We’ve already covered the debts of the 20 Premier League clubs – you can check that out here, if you haven’t already.
So, as an extension to that, which football club has the most debt in the world? How much debt are Real Madrid in? How do Barcelona, Juventus and their other Super League friends compare?
These are the ten football clubs with the most debt in 2021 across the globe:
Which Football Clubs Are in Debt?
All of the 12 clubs once of the European Super League, for starters.
As highlighted by football business blog The Swiss Ramble, each of them are in the red to varying extents, contributing to a cumulative debt of £7.4 billion:
As stated at the bottom of the graph here, though, it should be stated that Liverpool have not yet published their 2019-20 accounts, that Chelsea and Liverpool do not separate their transfer debt from the rest of their debts, and that Chelsea’s £1.4 billion owed to owner Roman Abramovich has been converted to debt held in a holding company, Fordstam Limited.
Why Are Football Clubs in Debt?
The obvious first answer at the moment is the COVID-19 pandemic, which has totally blocked off some of the most important revenue stream of almost every club in the land.
In January 2021, for instance, a study by market analysts KPMG calculated an combined loss of revenue of £1 billion across a sample of 20 European teams in the last 12 months.
This included an 18.5 per cent drop in revenue at Manchester United, 12.3 per cent at Tottenham, 7.9 per cent at Liverpool, and the biggest dips of all at FC Porto – an eye-watering 50.5 per cent.
Across Europe’s six biggest leagues, meanwhile, it was reported that a total of roughly £4.5 billion of revenue was lost due to the pandemic, whose consequences included social distancing, businesses temporarily closing and football matches being played behind closed doors.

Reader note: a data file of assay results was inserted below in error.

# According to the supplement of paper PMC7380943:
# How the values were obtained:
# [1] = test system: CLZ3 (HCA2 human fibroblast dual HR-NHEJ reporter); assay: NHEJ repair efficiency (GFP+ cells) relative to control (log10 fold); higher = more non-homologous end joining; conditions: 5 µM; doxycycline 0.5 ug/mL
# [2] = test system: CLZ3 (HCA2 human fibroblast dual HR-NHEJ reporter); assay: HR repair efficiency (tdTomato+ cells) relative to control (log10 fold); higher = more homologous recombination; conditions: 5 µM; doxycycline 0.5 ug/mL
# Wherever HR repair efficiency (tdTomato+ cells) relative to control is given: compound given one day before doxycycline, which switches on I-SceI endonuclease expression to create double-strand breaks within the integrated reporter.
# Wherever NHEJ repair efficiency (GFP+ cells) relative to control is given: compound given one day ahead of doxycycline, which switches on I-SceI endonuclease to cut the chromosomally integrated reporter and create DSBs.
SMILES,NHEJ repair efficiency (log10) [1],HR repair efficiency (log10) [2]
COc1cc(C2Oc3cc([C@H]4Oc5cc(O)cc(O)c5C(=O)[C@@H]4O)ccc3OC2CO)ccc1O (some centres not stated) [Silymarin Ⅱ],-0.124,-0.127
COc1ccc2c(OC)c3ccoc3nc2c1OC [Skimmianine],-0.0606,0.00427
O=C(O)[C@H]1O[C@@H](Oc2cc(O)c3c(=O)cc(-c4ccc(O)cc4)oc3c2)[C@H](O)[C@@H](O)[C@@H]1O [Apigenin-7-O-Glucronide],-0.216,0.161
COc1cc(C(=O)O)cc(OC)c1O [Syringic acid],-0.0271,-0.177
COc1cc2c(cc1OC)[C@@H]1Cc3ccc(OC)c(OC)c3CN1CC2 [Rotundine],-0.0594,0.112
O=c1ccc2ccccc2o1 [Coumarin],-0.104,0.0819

But it would be naive to think football clubs had no money woes before these ‘unprecedented’ times. Many clubs have ‘soft loan’ agreements with their owners, for example, meaning they receive loans made on favourable, interest-free terms to the borrower.
Plenty more debt has been accrued simply by borrowing from banks, too – in January 2021, Arsenal were reported to have been lent £120 million from the Bank of England as a ‘short-term solution’ to alleviate their financial plight during the pandemic.
Yet this was an issue before COVID struck – the previous year, 2018-19, these bank loans increased by £282 million in the Premier League, most notably at Tottenham Hotspur, who borrowed £658 million to complete work on their new stadium.
Football Clubs Debt List 2022 [TABLE]
These are the ten clubs who owe the most based on their most recent published accounts.
But it’s telling that, of the top ten, half of them are from the most commercially-driven league in world football, England’s Premier League, while nine of them were clubs involved in the Super League:
|3||Atletico Madrid||£804 million|
|4||Manchester United||£771 million|
|5||Inter Milan||£757 million|
|7||Real Madrid||£651 million|
Debt of Football Clubs
Let’s take a closer look at the top five on the list above, and summarise why each find themselves with such debt:
|Gross Financial Debt||£831 million|
|Transfer Debt||£140 million|
|Tax Debt||£96 million|
|Trade Creditors||£9 million|
|Other Creditors||£102 million|
|Gross Financial Debt||£421 million|
|Transfer Debt||£283 million|
|Staff Debt||£180 million|
|Tax Debt||£49 million|
|Trade Creditors||£74 million|
|Other Creditors||£23 million|
Atletico Madrid Debt
|Gross Financial Debt||£192 million|
|Transfer Debt||£277 million|
|Staff Debt||£86 million|
|Tax Debt||£5 million|
|Trade Creditors||£40 million|
|Other Creditors||£204 million|
Manchester United Debt
|Gross Financial Debt||£526 million|
|Transfer Debt||£149 million|
|Tax Debt||£68 million|
|Trade Creditors||£7 million|
|Other Creditors||£22 million|
Inter Milan Debt
|Gross Financial Debt||£361 million|
|Transfer Debt||£182 million|
|Staff Debt||£37 million|
|Tax Debt||£43 million|
|Trade Creditors||£88 million|
|Other Creditors||£46 million|
Figures per @SwissRamble.